A number of advocates of mask wearing will also be delighted of Ramakrishnan view on the issue. A fantastic and urgently needed read. (Link)

🦠 Thread of the day: If the President of the Royal Society provided the theoretical piece on Science, Tom Frieden provided the practical piece. And how lucky we are to have the former Director of the US Center for Disease Control and Prevention guide us on the scientific evidence and hypothesis formation around the question: Why do some young healthy people get asymptomatic infection and other severe illness from COVID19: (Twitter thread)

Apart from being informative on an important question, it also highlights how there is no such thing as following “the” science.

A treat in-person teaching group which strongly supports Ramakrishnan article.

🌍Tweet of the day: The new red block now including Sweden and the UK…

🇧🇷 Luciana Magalhaes, Ryan Dube and Jeffrey T. Lewis write Brazil’s Nurses Are Dying as Covid-19 Overwhelms Hospitals” in the Wall Street Journal. Brazil is fast turning from a tragedy to a human catastrophe:

“The coronavirus is spreading rapidly throughout Brazil, overwhelming a health care system that is ill prepared to handle a pandemic of this magnitude and proving especially deadly for the medical workers on the front lines.”

President Bolsonaro is a staunch opponent of lockdowns. While there is no such thing as “following the science”, there is murderous incompetence:

“The people want to work to put food on the table for their families,” Mr. Bolsonaro said Sunday via his Twitter account. He has said the lockdowns are hurting ordinary Brazilians. “Millions (in Brazil) already know what it’s like to live in Venezuela,” he said in a recent tweet, referring to the hunger and poverty in that neighboring country.

The president’s stance on the pandemic has brought him into direct conflict with infectious disease experts, including people in his own health ministry, and several governors. The president fired Health Minister Luiz Henrique Mandetta in April, and on Friday Mr. Mandetta’s replacement, Nelson Teich, resigned.

Some models are predicting that Brazil will end up with 350,000 deaths above any other country. A catastrophe. (Link)

💉 Helen Branswell writes “Vaccine experts say Moderna didn’t produce data critical to assessing Covid-19 vaccine” in STAT news. Branswell had urged caution in the Moderna announcement on Wednesday. She was not the only one:

Since then Branswell talked to a few experts and highlighted a few areas of concerns in the announcement: “The silence of the NIAID”, “The n = 8 thing” (the significant piece of good news was on 8 trial participants when the phase 1 enrolled 45), “There’s no way to know how durable the response will be”, “There’s no real way to contextualize the findings” and “Moderna’s approach to disclosure”.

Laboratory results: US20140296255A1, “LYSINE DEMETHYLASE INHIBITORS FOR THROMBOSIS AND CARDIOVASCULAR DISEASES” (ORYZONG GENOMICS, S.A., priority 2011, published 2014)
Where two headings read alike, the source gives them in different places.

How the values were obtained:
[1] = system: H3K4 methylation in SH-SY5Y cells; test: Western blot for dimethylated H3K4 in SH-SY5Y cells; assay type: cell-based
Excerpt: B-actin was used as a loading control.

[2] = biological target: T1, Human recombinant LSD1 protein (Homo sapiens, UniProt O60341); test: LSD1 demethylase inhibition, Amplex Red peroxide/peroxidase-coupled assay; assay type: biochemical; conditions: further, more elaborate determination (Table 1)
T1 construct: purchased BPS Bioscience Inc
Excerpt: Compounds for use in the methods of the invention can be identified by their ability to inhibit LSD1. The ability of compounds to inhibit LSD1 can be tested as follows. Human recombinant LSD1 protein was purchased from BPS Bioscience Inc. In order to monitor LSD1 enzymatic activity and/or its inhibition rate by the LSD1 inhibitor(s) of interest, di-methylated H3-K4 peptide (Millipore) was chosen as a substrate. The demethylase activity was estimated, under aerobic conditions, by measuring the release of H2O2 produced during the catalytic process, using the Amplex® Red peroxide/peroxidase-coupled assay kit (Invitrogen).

There is a particularly salient detail at the end of the article:

“Moderna has been more forthcoming with data on at least one of its other vaccine candidates. In a statement issued in January about a Phase 1 trial for its cytomegalovirus (CMV) vaccine, it quantified how far over baseline measures antibody levels rose in vaccines.”

Why did Moderna not produce more data on this trial? Maybe it just did not have the data yet. I do not think that Moderna could be blamed for the irrational exuberance of the markets. Was it wrong or simply opportunistic to leverage it with a $1.3 billion stock sale? To be followed. (Link)

🎓 “Cambridge University: All lectures to be online-only until summer of 2021” for the BBC. This is a major announcement, and probably one which will disappoint a number of students which will not have the student life they expected next year. It also raises questions as to whether this would become the new normal and whether increasingly the Cambridge educational model, and that of other universities will increasingly move online and closer to the Open University model.

The formative university years are much more than pushing content down a stream to students and learning also involves and requires much more than an online interaction. In taking such a decision, Cambridge publicly stated its belief that COVID-19 will become endemic and require a new normal for the foreseeable academic year at the very least. (Link)

🦠 Kai Kupferschmidt writes “Why do some COVID-19 patients infect many others, whereas most don’t spread the virus at all?” for Science.

Just when you thought (and Kupferschmidt himself) you had heard about all the variables you needed to know about a virus there is a new one:

The article and the ensuing two threads are about the value of k for SARS-CoV-2. The lower the k the more transmission of a pathogen starts from a small number of people. Studying and ultimately understanding dispersion can inform and guide better policy decisions on how to contain an epidemic like COVID-19.

A recent preprint, from Adam Kucharski (from the London School of Hygiene and Tropical Medicine, and frequently featured in the Corona Daily) estimated that k for COVID-19 could be as low as 0.1.

It is again one area where evidence needs to be gathered. At the moment, science is formulating hypothesis which could be strengthened through more data. It is work in progress, time consuming and difficult to measure and understand why k for a pathogen is low. As Kupferschmidt writes: